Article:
Gleyber Torres

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Gleyber Torres
Gleyber Torres.jpg
Torres in June 2019
New York Yankees – No. 25
Second baseman / Shortstop
Born: (1996-12-13) December 13, 1996 (age 23)
Caracas, Venezuela
Bats: Right Throws: Right
MLB debut
April 22, 2018, for the New York Yankees
MLB statistics
(through September 21, 2020)
Batting average.272
Home runs65
Runs batted in181
Teams
Career highlights and awards

Gleyber David Torres Castro (born December 13, 1996) is a Venezuelan professional baseball second baseman and shortstop for the New York Yankees of Major League Baseball (MLB). He made his MLB debut on April 22, 2018.

Early life[edit]

Torres was born and raised in Caracas by his parents, Eusebio Torres and Ibelise Castro.[1][2] Intrigued by the name "Qleyber," his father decided to name Torres after it because of its uniqueness.[3] Torres grew up in a middle-class household. However, life at home devolved into unrest, with many citizens rebelling against the government in the wake of constant food shortages, rampant crime and widespread violence.[4]

Torres started playing baseball at the age of four as a center fielder, catcher, pitcher, and eventually shortstop.[5] His passion for baseball grew watching games on TV, while idolizing his favorite player Omar Vizquel. Torres also played basketball briefly in high school, but he quit the sport on his father's instructions in order to focus on baseball.

Academies began to take notice of Torres's talent and wanted to help him become a professional. At 14, Torres moved to Maracay to enroll in an academy that had contacts with MLB scouts. He was sought out by the Chicago Cubs and signed a contract with the team.

When Torres was not playing baseball he would spend a lot of time with his friends, riding bicycles and going to amusement parks. One of his favorite games was "chapitas." The game was played with a bottle cap, with one person pitching and another batting with a broomstick.[1]

Professional career[edit]

Chicago Cubs[edit]

Minor Leagues (2014–2018)[edit]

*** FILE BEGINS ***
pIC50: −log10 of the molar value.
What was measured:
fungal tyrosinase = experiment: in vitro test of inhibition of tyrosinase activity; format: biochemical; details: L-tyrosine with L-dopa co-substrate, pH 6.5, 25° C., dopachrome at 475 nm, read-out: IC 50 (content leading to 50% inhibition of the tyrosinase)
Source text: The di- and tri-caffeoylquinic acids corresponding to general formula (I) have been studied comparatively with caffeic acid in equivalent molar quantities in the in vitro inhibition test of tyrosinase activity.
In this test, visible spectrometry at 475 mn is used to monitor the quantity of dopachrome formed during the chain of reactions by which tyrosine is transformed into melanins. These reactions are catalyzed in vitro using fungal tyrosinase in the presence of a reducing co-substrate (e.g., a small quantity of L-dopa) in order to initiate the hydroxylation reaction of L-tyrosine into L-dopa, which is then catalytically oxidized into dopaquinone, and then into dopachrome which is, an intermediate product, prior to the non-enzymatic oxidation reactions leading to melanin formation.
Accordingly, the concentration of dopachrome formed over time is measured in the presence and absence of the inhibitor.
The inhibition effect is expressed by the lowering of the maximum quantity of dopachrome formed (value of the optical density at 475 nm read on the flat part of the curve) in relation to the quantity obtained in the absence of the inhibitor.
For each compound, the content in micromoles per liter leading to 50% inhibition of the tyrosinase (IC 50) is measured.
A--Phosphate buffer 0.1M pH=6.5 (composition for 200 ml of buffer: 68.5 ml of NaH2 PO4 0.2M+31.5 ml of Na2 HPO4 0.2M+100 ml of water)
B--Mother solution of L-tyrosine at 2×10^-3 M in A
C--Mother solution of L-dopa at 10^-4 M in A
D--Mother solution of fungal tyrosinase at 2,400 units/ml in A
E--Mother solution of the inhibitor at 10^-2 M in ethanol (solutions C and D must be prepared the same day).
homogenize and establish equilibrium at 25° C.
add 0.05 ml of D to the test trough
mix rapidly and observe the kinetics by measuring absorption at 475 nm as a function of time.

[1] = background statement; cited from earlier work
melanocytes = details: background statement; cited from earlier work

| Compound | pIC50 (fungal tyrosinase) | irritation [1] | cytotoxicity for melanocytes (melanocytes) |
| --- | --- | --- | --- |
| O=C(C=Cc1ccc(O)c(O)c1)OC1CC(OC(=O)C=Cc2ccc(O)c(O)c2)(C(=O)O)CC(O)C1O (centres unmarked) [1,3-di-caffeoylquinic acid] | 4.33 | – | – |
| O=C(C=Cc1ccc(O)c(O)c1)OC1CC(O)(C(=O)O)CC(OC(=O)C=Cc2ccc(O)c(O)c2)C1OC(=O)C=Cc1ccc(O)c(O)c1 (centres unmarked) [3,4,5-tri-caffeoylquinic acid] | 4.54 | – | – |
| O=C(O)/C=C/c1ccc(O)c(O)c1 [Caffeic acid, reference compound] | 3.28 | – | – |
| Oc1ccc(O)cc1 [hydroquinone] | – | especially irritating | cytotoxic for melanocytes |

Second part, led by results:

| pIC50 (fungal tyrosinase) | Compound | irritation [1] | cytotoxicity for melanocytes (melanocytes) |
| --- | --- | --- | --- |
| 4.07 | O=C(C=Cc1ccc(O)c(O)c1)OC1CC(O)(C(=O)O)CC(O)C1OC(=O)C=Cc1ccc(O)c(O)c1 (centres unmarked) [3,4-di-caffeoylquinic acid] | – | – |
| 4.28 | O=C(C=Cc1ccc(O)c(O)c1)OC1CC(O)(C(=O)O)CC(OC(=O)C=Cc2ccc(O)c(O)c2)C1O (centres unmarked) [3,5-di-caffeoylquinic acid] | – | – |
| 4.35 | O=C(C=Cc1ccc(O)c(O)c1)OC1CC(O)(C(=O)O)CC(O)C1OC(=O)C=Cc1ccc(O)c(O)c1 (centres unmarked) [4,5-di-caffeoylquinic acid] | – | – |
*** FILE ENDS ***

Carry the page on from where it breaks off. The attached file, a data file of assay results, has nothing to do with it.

Torres signed with the Chicago Cubs as an international free agent in 2013 for a $1.7 million signing bonus.[6][2] He made his professional debut in 2014 with the Arizona Cubs of the Rookie-level Arizona League. He was later promoted to the Boise Hawks of the Class A-Short Season Northwest League. In 50 games for the two teams combined, he hit .297/.386/.440 with two home runs.

In 2015, Torres began the season with the South Bend Cubs of the Class A Midwest League, and was promoted to the Myrtle Beach Pelicans of the Class A-Advanced Carolina League in September.[7][8] In 487 at bats over 126 games for the two teams combined, he hit .287/.346/.376 with three home runs and 64 runs batted in (RBI).

Torres started 2016 with Myrtle Beach.[9]

New York Yankees[edit]

On July 25, the Cubs traded Torres, Adam Warren, Billy McKinney, and Rashad Crawford to the Yankees for relief pitcher Aroldis Chapman.[10] He began his Yankees career playing with the Tampa Yankees of the Class A-Advanced Florida State League.[11][12] He finished the 2016 season batting .270/.354/.421 with 11 home runs and 66 RBI for the two Class A+ teams combined.[13] After the season, the Yankees assigned him to the Scottsdale Scorpions of the Arizona Fall League (AFL). After batting .403 in 76 at bats with a .513 on-base percentage and a 1.158 OPS, Torres was named the AFL Most Valuable Player.[14] At the age of 19, Torres was the youngest player in the AFL, and the youngest player in history to win the AFL MVP.[15] He was ranked after the 2016 season as the Yankees' top prospect by Baseball America.[16]

Torres was listed as the fifth best prospect in baseball entering the 2017 season by Baseball America.[17] After hitting .448 in 29 at bats with two home runs in spring training with the Yankees, Torres began the 2017 season with the Trenton Thunder of the Class AA Eastern League. In April, he went on the seven-day disabled list with rotator cuff inflammation.[18] The Yankees promoted Torres to the Scranton/Wilkes-Barre RailRiders of the Class AAA International League in May.[19] In June, Torres slid headfirst into home, despite the fact that the Yankees stress to their players to slide feet-first because the team believes it is safer, and tore the ulnar collateral ligament in his non-throwing left elbow.[20] On June 19, Torres was ruled out for the rest of the 2017 season after it was determined that his injury required Tommy John surgery.[21] He finished the 2017 season batting .287/.383/.480 with seven home runs and 34 RBI for the two teams combined.[22] The Yankees added him to their 40-man roster after the season.[23]